What does it mean to a lot of people? Well, for some it conjures up memories of seeing loved ones, going to early prayer at the mosque and eating certain traditional sweets.

Unfortunately for many converts, who grew up celebrating different holidays, we may not feel as connected to this happy occasion. We may still painfully cling to lingering images of our own childhood, collecting colorful eggs in baskets or throwing tinsel and garlands on trees, and you know what … that is okay.

It is normal to psychologically associate feelings with memories triggered by events as these- times when we were closest to our families. We do our best to try and create new memories that can also similarly capture the feel good events of our past- whether with new Muslim friends, new spouses or growing families.

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And so we celebrate these Muslim holidays sometimes hesitant, not wanting to create bid’ah ( Also know as innovation in religion. Bid’ah in Islam is considered a deviation and a serious sin) and yet only familiar to celebrating holidays in a certain fashion, the way in which we were raised.

One area new to many converts that begin to mingle with Muslims outside of their culture is the Eastern cultural practice of Eidia or Eidie. Eidia is money that is handed to women or children during Eid that can range from a few cents to hundreds of dollars and is given as a gift instead of an actual present wrapped in ribbons and bows.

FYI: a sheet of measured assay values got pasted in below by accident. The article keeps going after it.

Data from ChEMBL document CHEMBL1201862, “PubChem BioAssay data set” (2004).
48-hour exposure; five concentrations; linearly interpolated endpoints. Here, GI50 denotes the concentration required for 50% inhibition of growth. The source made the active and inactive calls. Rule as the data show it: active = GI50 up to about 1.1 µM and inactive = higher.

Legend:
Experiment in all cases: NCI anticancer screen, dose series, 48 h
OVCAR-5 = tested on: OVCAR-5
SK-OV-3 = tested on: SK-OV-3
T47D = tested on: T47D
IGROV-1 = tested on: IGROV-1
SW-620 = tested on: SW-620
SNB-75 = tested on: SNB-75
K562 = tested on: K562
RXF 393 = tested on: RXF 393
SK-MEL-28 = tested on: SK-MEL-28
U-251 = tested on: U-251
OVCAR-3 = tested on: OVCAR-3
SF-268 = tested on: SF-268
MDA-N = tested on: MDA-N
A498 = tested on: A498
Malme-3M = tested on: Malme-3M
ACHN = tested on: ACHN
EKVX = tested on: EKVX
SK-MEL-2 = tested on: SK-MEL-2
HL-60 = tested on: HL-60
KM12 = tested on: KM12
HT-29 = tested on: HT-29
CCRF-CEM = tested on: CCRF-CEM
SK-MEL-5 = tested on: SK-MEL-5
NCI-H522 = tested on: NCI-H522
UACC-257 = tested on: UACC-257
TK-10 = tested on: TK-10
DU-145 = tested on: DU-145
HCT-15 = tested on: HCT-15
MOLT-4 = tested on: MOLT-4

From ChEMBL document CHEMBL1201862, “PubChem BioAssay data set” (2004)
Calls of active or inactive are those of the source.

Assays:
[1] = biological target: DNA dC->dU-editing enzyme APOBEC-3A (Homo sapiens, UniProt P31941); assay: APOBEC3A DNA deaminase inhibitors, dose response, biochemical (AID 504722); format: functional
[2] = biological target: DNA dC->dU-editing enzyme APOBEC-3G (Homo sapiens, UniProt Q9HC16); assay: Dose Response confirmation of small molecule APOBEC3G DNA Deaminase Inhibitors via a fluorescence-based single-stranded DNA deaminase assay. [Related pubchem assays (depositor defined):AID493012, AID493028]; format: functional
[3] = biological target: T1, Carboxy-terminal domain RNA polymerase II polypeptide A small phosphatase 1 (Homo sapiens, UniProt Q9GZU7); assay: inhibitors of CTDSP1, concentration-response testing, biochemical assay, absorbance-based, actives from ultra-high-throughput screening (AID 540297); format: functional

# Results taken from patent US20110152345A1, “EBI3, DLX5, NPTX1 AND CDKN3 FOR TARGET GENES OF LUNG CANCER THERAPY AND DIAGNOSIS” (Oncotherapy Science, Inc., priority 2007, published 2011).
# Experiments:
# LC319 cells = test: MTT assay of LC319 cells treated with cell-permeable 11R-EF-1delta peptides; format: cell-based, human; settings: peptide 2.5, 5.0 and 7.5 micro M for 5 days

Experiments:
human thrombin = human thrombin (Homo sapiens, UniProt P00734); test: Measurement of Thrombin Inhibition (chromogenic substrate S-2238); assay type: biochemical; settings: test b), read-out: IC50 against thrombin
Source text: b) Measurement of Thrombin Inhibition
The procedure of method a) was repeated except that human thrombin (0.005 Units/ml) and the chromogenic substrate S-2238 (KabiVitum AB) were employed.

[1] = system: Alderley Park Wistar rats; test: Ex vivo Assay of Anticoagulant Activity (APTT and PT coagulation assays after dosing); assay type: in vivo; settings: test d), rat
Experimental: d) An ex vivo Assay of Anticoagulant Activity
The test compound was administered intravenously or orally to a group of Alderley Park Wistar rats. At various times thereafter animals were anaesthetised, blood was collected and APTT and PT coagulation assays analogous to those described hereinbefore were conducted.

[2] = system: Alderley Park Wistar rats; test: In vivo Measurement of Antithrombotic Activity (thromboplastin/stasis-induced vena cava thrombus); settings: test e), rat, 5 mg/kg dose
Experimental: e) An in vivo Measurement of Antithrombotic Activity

Memories....from the corner of my mind....
What can be inside? Don’t shake it too hard!

Generally reserved for family including extended family members- depending on the culture it may also include neighborhood children that visit houses door to door wishing happy Eid in exchange for a few cents.

For new converts, depending on their own cultural upbringing, it can be strange to see people pass out money- generally, much effort and consideration is put into finding a loved one an actual object that we believe may be cherished or enjoyed.

In fact, in many circles handing out money may be seen as kind of insulting– a kind of whoops, we forgot about you – so here is some cash or the awkward … don’t know you so well third cousin, once removed, here, have a gift card.

This “cash-as-an-after-thought present” is not the perception in many Eastern cultures where the extra money can be used not only in the purchase of the rare indulgent treat of choice, but more often than not, as money that can be used to fulfill a basic need (such as paying an electric bill) or fulfill other social obligation … such as giving your Eidie money or Eidia to someone younger or more in need than yourself.

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Kids will be lining up all “Happy Eid good sir…..”

However you chose to celebrate the upcoming holiday, sharing tokens of friendship and kindness that puts happiness in the heart of another Muslim is always a good deed pleasing to Allah.

So if you are a converts, don’t look down on someone who is handing out cash. If you are a born Muslims, understand the consideration that went into a finding the right gift, if it is not cash.

However you decide to spread cheer, whether you choose to do that through passing homemade sweets, treating another with a thoughtfully wrapped gift, passing out Eidia or just sending smiles, salams and a “Happy Eid”, it always tends to make the season bright.

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This Eid let’s take time to reflect, be grateful for what we have been blessed with, praise Allah, and enjoy.

 

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Follow us (upper right of the page), email us (islamwich@yahoo.com), like our face with your face on Facebook, like the post, share it, pin it, comment on it, and/or do whatever social media magic it is that you prefer. Find out more about us in the understandably named “About Us” page and browse other posts in our brand spanking new “Table of Contents”.